You might think that you don’t need to worry about breastfeeding until after the baby comes, but don’t wait. You may or may not have a lactation consultant at your disposal when you give birth, so learn what you can now from mother to mother support.
It helps to prepare for breastfeeding by being around breastfeeding mothers, and learning about breastfeeding basics. In lesson 07 we talked about finding the community of normal birth at meetings and online discussions of La Leche Leache, Attachment Parenting International, Holistic Moms, and Mocha Moms. These are also good places to find the breastfeeding community. La Leche League and other organizations have online directories to help you find mother-to-mother support nearby.
- Find a LLL Leader in the US
- Find a CinnaMoms support group.
- Find a Breastfeeding USA Counselor
- Find your state, local, tribal, or cultural Breastfeeding Coalition
- Find a peer counselor with WIC. See the online directory of state agencies.
- Talk to other mothers online at LLL
- Talk to other mothers online at Attachment Parenting International
9:00 to 6:00 EST
The InfantRisk Center is the place to call if you have a question about breastfeeding and medications. The center, founded by Dr. Tom Hale, provides up-to-date evidence-based information on the use of medications during pregnancy and breastfeeding.
- Infant Risk Center
Monday through Friday 8:00 to 5:00 (CST)
- Nursing in Public Hotline
For helplines in Australia, Bulgaria, Canada, Denmark, France, New Zealand, Singapore and the United Kingdom, see Kellymom.
If you want to talk to lactation consultant, ask your birth attendant for a recommendation. If you’re giving birth at a Baby Friendly hospital, you will have breastfeeding support built in.
The National Association of Professional and Peer Lactation Supporters of Color has a provider’s directory.
Baby Cafe is an organization that coordinates a network of breastfeeding drop-in centers and other services to support breastfeeding mothers. It’s unique because moms don’t have to wait for help, but can drop-in and be in the company of other breastfeeding moms and get their questions answered by a professional. Here’s a state-by-state directory of Baby Cafes. Plus, here’s how to set up a Baby Cafe in your community.
In addition to the websites of the organizations above, here are some other helpful breastfeeding websites:
- Perhaps the top go-to website for reliable breastfeeding information is Kellymom.
- Nancy Morhbacher is a seminal lactation consultant, author and entrepreneur.
- BreastfeedingBasics is the stellar website from lactation consultant, Anne Smith
- The Academy of Breastfeeding Medicine is an international multi-specialty physician organization, with over 500 members from more than 50 countries.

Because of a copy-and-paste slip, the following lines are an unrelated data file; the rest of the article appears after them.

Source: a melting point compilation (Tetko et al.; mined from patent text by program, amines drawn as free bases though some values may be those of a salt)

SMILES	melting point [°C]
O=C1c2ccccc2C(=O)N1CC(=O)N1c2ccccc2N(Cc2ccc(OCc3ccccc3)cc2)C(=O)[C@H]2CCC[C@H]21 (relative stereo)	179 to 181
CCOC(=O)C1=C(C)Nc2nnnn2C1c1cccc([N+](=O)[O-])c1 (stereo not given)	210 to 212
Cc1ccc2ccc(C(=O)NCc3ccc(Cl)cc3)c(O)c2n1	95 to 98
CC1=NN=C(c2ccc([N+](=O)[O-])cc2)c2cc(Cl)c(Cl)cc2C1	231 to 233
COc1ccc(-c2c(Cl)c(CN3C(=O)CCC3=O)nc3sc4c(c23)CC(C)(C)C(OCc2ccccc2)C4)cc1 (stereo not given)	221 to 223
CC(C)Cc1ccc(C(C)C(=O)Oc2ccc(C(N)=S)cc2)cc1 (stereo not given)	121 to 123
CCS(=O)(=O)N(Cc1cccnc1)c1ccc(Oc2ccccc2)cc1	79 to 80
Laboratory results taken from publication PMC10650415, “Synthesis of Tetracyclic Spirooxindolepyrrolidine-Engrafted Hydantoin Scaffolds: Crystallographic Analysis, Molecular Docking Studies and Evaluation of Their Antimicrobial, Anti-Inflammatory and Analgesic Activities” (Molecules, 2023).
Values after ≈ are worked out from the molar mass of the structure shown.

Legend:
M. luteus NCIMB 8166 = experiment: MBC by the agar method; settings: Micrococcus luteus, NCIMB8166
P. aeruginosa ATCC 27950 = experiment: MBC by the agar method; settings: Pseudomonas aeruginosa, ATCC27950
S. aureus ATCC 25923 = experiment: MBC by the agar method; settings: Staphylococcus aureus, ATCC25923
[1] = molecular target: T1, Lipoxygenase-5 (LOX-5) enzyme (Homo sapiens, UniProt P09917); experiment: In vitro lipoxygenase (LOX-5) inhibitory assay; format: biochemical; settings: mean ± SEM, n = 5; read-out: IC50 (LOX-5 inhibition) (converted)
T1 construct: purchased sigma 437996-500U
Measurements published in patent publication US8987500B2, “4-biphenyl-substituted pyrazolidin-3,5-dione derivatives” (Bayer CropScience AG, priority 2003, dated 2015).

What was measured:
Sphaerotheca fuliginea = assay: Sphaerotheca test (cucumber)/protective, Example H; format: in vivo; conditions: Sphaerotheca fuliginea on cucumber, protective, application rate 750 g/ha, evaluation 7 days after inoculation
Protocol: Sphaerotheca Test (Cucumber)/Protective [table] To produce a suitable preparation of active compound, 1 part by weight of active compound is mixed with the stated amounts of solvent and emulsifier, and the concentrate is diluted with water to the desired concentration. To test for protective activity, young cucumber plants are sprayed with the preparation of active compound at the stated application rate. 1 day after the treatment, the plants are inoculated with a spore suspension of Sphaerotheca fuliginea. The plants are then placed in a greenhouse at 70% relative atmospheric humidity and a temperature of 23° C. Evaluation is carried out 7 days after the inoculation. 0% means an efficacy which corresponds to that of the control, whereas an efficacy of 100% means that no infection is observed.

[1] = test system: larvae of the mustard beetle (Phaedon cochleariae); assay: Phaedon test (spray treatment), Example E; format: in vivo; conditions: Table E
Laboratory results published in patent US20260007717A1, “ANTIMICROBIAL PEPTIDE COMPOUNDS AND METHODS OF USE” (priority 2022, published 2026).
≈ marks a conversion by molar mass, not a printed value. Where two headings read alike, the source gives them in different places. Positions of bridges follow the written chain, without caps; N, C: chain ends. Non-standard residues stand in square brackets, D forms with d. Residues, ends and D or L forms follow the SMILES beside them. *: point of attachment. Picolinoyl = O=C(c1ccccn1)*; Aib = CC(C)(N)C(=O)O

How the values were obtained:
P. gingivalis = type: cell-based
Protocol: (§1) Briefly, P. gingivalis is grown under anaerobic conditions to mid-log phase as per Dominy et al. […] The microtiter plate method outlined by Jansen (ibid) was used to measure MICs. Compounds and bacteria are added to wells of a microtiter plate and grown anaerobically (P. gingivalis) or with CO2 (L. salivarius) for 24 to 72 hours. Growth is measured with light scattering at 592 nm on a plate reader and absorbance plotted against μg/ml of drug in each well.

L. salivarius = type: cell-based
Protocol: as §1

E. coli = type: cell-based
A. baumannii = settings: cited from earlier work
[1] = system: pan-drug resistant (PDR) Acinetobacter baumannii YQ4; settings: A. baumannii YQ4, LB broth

- Jack Newman, MD, is a renowned Canadian physician specializing in breastfeeding support and advocacy.
- William Sears, MD, is an American pediatrician well known for breastfeeding advocacy.
- The United States Breastfeeding Committee (USBC) is an independent nonprofit coalition of more than 50 nationally influential professional, educational, and governmental organizations that share a common mission to drive collaborative efforts for policy and practices that create a landscape of breastfeeding support across the United States.
- World Alliance for Breastfeeding Action (WABA) protects, promotes, and supports breastfeeding worldwide.
Have a few basic breastfeeding books to read while you’re pregnant and refer to when you’re breastfeeding.
- The Womanly Art of Breastfeeding by La Leche League International is the classic book on breastfeeding from the world’s experts. Read this book and have it on hand.
- The Breastfeeding Answer Book: Pocket Guide Edition by Nancy Mohrbacher is a great book to have on hand for reassurance and answers once you are breastfeeding.
- The Black Woman’s Guide to Breastfeeding by Katherine Barber makes an important contribution to breastfeeding in addressing the unique circumstances of black breastfeeding moms.
- Nursing Mother, Working Mother by Gale Pryor and Kathleen Huggins is the best book on breastfeeding and working.
BREASTFEEDING IN PUBLIC
Don’t be intimidated by nursing in public. Whose public is it after all? Most people do not care and you can wear discreet clothing or put a baby blanket over your shoulder. Or, you can be indiscreet. Breastfeeding in public is legal in all federal locations and all states have laws that specifically allow women to breastfeed in any public or private location. Twenty-nine states have laws relating to breastfeeding in the workplace, but few have enforcement provisions.
THE MONETARY VALUE OF BREASTMILK
Your breastmilk has innumerable benefits to you and your baby in protecting you both from disease and will save you money in healthcare costs. But, it also has a tangible financial value. In the first six months, you produce about 25 ounces of breastmilk each day. If you sold that 25 ounces to a milk bank for the going rate of $5 an ounce, its value would be $125 each day. In a month you produce $3,750 in breastmilk and save your family $150 in formula costs. If you exclusively breastfeed for six months, you produce $22,500 in breastmilk and save your family nearly $1000 in formula costs. Bravo!
About Peggy O’Mara. I am an independent journalist who edits and publishes peggyomara.com. I was the editor and publisher of Mothering Magazine for over 30 years. My books include Having a Baby Naturally, Natural Family Living, The Way Back Home and A Quiet Place.I have conducted workshops at Omega Institute, Esalen, Hollyhock, La Leche League, and Bioneers. I am the mother of four and grandmother of three. Please check out my email newsletter on parenting, activism, and healthy living.